Trust us, Anchuli Felicia King is a writer you need to know

By Saman Shad

Writer Anchuli Felicia King.Credit:James Brickwood

There’s a palpable sense of energy in the rehearsal room for Sydney Theatre Company’s new production White Pearl. It’s partly because playwright Anchuli Felicia King is present but also because, after endless COVID-19 cancellations, the show will finally reach the stage. The dialogue is sharp, the jokes are flying and King, who is watching alongside director Priscilla Jackman, is laughing as though this is the first time she has seen rehearsals for the play she wrote in 2016.

King is effervescent in rehearsals with a clear passion for the play that has launched what looks set to be – no pressure – a spectacular career. The 28-year-old is one of Australia’s brightest new screen and stage writing talents. White Pearl, her laugh-out-loud first full-length play, was staged in Sydney, London and Washington DC in 2019. That same year her play Golden Shield was produced by the Melbourne Theatre Company. She’s a Patrick White Fellow, the winner of 2021’s Mona Brand Emerging Writer Award. King has also now moved from stage to screen, in the writing room for HBO’s The Baby, Foxtel’s The Twelve and the Amazon comedy series Deadloch.

After rehearsals as we make our way to lunch, shielding ourselves from the torrential rain as the once in a century weather event takes hold of Sydney, we talk about her jet lag: she only arrived in Sydney from London the previous night. “Jet lag is my norm,” she quips, with a trace of an American accent. For the last few years, King has been jetting around the world, living mostly out of her suitcase, making her way from London to New York to Melbourne, and back round all over again.

Kaori Maeda-Judge, Nicole Milinkovic, Deborah An, Manali Datar and Melissa Gan in White Pearl.Credit:Phil Erbacher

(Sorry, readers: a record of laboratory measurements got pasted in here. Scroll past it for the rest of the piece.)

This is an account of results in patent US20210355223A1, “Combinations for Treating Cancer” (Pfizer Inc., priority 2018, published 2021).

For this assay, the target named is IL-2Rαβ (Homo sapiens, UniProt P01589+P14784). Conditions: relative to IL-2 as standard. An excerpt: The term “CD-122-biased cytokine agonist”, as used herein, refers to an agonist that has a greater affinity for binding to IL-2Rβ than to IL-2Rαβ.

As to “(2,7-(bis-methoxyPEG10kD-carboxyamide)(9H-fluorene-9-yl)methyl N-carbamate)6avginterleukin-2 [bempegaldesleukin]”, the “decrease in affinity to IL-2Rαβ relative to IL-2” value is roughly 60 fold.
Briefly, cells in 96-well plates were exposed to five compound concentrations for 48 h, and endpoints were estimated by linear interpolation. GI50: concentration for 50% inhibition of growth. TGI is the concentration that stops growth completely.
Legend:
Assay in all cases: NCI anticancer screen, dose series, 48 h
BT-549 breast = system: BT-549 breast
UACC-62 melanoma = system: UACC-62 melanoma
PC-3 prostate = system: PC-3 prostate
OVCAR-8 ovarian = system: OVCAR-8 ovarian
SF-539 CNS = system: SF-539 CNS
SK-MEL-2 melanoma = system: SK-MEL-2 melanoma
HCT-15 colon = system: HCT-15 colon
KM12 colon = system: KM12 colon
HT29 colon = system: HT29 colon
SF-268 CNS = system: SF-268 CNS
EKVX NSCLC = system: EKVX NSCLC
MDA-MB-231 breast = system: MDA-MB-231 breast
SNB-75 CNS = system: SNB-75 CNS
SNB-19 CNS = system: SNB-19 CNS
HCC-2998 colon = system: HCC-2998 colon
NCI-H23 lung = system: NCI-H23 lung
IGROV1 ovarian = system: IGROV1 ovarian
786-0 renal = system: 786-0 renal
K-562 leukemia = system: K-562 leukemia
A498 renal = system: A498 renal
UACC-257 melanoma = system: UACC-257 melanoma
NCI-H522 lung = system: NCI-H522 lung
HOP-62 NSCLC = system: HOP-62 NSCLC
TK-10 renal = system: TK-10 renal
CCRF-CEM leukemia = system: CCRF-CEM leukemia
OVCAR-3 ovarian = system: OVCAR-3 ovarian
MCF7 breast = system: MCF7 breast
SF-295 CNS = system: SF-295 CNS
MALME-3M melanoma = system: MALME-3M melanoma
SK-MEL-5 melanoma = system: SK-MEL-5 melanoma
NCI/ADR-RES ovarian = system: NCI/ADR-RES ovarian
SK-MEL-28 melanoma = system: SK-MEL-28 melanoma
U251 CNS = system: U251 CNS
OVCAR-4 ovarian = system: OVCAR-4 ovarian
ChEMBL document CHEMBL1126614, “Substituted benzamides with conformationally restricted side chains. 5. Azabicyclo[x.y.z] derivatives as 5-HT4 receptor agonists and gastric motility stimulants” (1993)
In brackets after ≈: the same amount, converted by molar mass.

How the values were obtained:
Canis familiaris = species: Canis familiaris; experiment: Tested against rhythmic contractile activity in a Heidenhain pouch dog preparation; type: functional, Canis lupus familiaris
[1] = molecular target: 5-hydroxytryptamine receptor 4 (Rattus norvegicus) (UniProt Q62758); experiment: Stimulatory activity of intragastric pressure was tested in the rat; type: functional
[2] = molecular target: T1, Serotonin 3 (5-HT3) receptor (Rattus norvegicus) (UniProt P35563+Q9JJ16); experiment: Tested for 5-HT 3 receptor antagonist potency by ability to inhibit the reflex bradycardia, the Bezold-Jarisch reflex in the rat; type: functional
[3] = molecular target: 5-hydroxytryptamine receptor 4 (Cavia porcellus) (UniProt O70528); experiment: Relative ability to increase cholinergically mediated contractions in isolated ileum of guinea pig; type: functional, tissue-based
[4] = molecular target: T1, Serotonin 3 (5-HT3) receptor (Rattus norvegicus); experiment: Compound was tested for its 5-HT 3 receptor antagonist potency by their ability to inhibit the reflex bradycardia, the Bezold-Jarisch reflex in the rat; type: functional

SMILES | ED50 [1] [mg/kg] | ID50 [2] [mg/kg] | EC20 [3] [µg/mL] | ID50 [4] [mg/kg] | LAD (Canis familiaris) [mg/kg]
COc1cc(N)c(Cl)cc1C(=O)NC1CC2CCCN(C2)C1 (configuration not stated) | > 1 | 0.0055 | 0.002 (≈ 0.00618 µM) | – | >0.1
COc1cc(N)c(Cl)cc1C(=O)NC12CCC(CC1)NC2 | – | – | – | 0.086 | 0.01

“I don’t know how sustainable it is. But it’s very liberating to not have that much shit in your life,” King says. “I have maybe seven shirts and three pairs of jeans. I have a laptop, an iPad, some notebooks, a bag for all my cables, a wallet, a USB microphone. That might be all of my earthly possessions. I’m trying to think, oh yeah, and two pairs of shoes.”

Identifying as a “third culture kid”, King is used to making a home in different places. Born to an Australian father and a Thai mother, King spent her early childhood between the town of Kanchanaburi in western Thailand and Manila, before moving to Melbourne. She spent much of the lockdown in Melbourne and London is home, at least for now.

“I really do feel like, in a very practical, logistical sense, a global citizen,” she says. “By and large I have been working on projects that are about international culture, globalisation, macrocosmic themes and for that reason, my lifestyle invigorates my work. I find the constant travel and being exposed to other cultures and being in transit means that that’s where I have time to think about this stuff.”

King goes where the work takes her, and the work is taking her far and wide. She is in Sydney for a week, before briefly heading to Melbourne, then London and New York where she will need to be by the end of March for rehearsals of Golden Shield, which is being performed off-Broadway.

King is enjoying the success most writers dream of – and she doesn’t even see herself as a writer.

“When I moved to New York, and I went for grad school, I wasn’t a writer. I just knew that I wasn’t excited about the theatre that was happening here [in Australia] at the time,” King says. “And I felt really strongly that the kinds of plays that I was interested in by writers of colour were happening in New York. So I was like, I’ll just go there, and then I can work on the kind of theatre that politically I am interested in. And then in the time that I was there, and I started writing plays, the landscape changed, both in terms of the theatre and the media landscape.”

Shirong Wu, Manali Datar, Melissa Gan, Kaori Maeda-Judge and Deborah An in Sydney Theatre Company’s White Pearl.Credit:Phil Erbacher